4to (273 x 215 mm.), lithographed throughout, with title-page and 36 plates, each showing one chair, in excellent condition; original cloth backed printed boards, spine rebacked with original cloth laid down.
US $2213 €1882
A fine and rare furniture pattern book by William Toms, ‘carver in general’ at Bath. He is recorded as having worked on ‘turning balusters’ at Longleat House for Lord Bath in c. 1815. The pattern book offered here indicates that he had grander ambitions than just be a jobbing tradesman. Toms attempted to show his design versatility and competent cabinet maker skills showing chairs with richly carved or turned decorations. The first twelve chairs are in the ‘French modern style’, followed by a number of chairs in Louis XVI style, then neo-gothic inspired hall chairs, and finally ten chairs in late English Regency design.
Toms engaged the services of the lithography printer Joseph Holloway and probably issued the plates privately and distributed them to potential clients. How successful this was we do not know. But the pattern book caught the eye of the enterprising printer, bookseller, and stationer William Evans, ‘who has purchased all the remaining copies’ (thus stated on the printed boards) and re-issued the plates. The few copies in institutional libraries have mostly the Evans issue, variously dated between c. 1825 (V&A) and 183? (Winterthur); only the Getty and Redwood seem to have the original issue.
COPAC locates copies at the British Library, Oxford, and V&A; while OCLC locates copies at Winterthur, Cleveland Public, University of California, Yale, and Virginia Historical Society.
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PLATES BY HOLLAR [HOLLAR.]
The Office of the Holy Week according to the Missall and Roman Breviary. Translated out of French with a new and ample Explanation taken out of the Holy Fathers, of the Mysteries, Ceremonies, Gospels, Lessons, Psalms, and of all that belongs to his Office. Enricht with many Figures.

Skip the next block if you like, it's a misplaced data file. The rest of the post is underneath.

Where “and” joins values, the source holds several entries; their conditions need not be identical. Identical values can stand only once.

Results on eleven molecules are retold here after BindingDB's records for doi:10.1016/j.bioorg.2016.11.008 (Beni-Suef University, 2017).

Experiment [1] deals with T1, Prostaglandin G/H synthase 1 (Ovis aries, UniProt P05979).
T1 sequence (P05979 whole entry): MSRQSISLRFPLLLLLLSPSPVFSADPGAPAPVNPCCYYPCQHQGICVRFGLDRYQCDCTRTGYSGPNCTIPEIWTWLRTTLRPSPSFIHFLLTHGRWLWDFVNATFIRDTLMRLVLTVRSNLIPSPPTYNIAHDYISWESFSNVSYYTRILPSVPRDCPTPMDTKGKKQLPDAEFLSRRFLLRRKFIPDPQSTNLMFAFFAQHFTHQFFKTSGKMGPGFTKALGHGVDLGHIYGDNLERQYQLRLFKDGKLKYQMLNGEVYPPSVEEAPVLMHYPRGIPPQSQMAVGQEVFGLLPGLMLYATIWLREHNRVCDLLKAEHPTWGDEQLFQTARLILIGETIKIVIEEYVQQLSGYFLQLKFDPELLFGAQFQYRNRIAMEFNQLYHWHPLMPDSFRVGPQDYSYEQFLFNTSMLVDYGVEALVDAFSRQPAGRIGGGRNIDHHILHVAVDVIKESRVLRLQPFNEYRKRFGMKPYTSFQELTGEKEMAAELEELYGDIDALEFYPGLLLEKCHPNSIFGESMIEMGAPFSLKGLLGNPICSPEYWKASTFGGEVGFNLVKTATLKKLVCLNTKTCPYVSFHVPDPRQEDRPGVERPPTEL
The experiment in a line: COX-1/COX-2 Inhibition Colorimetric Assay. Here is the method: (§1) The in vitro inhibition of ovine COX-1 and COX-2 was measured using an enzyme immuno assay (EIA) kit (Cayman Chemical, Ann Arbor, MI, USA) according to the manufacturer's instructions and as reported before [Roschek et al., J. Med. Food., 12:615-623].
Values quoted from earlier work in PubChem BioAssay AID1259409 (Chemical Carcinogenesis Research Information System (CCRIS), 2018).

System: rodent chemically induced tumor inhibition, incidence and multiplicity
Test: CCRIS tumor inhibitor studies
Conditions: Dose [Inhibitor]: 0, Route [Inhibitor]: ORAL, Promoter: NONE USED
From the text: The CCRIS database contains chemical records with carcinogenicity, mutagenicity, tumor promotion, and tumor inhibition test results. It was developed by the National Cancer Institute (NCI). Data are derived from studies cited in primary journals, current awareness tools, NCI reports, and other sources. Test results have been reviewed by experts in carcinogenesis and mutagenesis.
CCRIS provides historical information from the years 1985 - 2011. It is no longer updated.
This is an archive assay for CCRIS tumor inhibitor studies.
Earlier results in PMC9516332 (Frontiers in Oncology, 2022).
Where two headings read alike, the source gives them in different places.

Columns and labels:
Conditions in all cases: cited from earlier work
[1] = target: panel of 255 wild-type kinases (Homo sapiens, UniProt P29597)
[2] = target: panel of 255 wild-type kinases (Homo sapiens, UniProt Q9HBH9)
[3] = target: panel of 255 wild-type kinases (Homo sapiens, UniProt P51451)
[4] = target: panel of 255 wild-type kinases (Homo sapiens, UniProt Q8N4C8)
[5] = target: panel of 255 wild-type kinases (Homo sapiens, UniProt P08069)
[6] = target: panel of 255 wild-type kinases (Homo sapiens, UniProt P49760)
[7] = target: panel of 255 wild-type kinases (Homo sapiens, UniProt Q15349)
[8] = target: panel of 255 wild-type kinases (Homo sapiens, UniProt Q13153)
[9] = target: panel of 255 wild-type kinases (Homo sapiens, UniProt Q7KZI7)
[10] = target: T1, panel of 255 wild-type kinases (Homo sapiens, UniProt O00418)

First edition of the French Catholic liturgy in English for the two weeks from Palm Sunday to Quasimodo or Low Sunday, translated and with a dedication and explanatory footnotes by Sir Walter Kirkham Blount.
Poetick Miscellanies …
First edition. Writing from the isolation of Newcastle, then a rural parish in fell country, Rawlet developed a mode of religious and descriptive poetry distinctly out of step with his own age, as is acknowledged by the editor in a verse preface: ‘Reader, expect not here, the filth of th’ Stage, / Poems that please, but more debauch the Age.’ Rawlet’s poems, such as ‘On a great Thunder and Storm’, ‘On a Cross with a Crown upon it, in Burton, betwixt Lancashire and Kendale’, and ‘On the sight of Furness Fells’, while looking back to Herbert in their weaving of the spiritual and the physical, please more by their anticipation of the topographical and sentimental concerns of the succeeding century.